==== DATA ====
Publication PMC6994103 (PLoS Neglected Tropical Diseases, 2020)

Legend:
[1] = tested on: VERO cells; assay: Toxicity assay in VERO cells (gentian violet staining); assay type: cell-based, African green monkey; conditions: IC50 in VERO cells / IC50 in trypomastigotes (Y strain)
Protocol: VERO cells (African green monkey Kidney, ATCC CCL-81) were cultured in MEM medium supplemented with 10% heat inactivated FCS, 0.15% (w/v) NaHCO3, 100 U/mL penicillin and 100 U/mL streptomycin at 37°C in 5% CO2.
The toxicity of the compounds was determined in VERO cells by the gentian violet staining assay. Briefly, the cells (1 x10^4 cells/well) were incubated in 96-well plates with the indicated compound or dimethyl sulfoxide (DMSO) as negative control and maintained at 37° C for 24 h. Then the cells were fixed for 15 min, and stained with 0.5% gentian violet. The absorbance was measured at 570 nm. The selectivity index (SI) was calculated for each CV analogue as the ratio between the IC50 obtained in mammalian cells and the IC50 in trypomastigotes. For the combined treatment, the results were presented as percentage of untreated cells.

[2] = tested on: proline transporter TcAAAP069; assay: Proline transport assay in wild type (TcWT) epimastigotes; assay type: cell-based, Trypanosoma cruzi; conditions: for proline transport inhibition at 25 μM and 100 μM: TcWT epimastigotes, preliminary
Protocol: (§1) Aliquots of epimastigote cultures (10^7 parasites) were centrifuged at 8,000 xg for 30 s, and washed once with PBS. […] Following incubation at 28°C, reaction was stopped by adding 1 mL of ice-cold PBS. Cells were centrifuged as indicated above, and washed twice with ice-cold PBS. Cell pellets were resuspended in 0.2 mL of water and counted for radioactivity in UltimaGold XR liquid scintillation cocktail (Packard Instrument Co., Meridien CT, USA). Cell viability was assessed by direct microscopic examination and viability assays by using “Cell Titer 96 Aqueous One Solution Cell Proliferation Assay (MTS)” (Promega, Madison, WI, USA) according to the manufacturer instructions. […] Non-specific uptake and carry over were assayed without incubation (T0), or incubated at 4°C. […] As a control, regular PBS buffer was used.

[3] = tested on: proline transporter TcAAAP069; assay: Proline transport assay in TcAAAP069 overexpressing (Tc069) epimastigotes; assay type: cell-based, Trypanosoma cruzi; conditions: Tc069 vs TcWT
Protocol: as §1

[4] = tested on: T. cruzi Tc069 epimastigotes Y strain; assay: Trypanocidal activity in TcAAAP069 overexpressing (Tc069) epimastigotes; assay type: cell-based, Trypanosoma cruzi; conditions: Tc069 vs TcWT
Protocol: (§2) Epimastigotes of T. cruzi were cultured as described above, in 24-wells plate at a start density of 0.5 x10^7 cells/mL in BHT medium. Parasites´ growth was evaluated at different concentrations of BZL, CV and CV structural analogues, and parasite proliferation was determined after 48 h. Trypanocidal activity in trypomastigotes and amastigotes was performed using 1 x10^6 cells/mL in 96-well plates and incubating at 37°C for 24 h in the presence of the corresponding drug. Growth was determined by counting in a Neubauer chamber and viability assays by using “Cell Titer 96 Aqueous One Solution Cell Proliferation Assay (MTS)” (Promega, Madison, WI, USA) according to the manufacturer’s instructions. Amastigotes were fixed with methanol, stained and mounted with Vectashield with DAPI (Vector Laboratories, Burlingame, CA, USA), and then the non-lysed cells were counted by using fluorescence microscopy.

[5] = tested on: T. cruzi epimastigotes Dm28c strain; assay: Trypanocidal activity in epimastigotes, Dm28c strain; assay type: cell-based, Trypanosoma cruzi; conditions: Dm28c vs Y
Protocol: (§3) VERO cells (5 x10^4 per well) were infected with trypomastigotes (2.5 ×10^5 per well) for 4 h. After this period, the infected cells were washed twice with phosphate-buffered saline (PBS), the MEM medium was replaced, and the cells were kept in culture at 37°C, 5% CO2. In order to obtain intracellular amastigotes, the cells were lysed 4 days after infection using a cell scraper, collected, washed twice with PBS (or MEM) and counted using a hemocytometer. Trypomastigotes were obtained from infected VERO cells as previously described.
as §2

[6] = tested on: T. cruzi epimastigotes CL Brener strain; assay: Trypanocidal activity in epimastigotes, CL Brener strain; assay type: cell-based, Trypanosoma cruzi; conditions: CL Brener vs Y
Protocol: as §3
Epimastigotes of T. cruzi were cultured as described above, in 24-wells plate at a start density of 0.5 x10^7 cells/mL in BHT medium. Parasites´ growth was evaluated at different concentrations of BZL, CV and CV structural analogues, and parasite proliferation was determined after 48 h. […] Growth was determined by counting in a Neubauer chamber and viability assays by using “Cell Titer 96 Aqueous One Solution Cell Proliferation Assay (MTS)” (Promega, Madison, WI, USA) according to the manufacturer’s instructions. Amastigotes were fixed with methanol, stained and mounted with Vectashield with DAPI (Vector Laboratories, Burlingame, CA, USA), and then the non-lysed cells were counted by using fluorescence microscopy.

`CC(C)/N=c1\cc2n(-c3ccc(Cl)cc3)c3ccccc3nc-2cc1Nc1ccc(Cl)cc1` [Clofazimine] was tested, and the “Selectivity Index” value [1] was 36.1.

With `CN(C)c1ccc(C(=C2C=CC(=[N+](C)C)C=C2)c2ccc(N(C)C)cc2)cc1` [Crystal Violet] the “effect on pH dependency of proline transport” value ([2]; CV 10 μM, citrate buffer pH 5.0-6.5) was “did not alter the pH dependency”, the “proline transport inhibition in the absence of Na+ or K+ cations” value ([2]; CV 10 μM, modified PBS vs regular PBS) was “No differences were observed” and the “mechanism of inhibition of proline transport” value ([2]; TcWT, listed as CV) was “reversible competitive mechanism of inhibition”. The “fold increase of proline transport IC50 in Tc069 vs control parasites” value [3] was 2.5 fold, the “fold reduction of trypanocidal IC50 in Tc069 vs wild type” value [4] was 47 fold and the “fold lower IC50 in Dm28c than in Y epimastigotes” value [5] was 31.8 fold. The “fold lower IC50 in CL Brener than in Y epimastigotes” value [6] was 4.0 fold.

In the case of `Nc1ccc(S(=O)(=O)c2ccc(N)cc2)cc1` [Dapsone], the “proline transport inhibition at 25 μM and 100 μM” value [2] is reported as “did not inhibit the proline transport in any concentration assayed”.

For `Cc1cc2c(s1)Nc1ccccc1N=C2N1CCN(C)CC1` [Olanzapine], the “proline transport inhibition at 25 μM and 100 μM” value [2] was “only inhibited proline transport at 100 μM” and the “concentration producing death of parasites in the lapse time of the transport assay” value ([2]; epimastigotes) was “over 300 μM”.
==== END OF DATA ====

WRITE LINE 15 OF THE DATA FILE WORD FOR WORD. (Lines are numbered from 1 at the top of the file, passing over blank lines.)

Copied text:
[6] = tested on: T. cruzi epimastigotes CL Brener strain; assay: Trypanocidal activity in epimastigotes, CL Brener strain; assay type: cell-based, Trypanosoma cruzi; conditions: CL Brener vs Y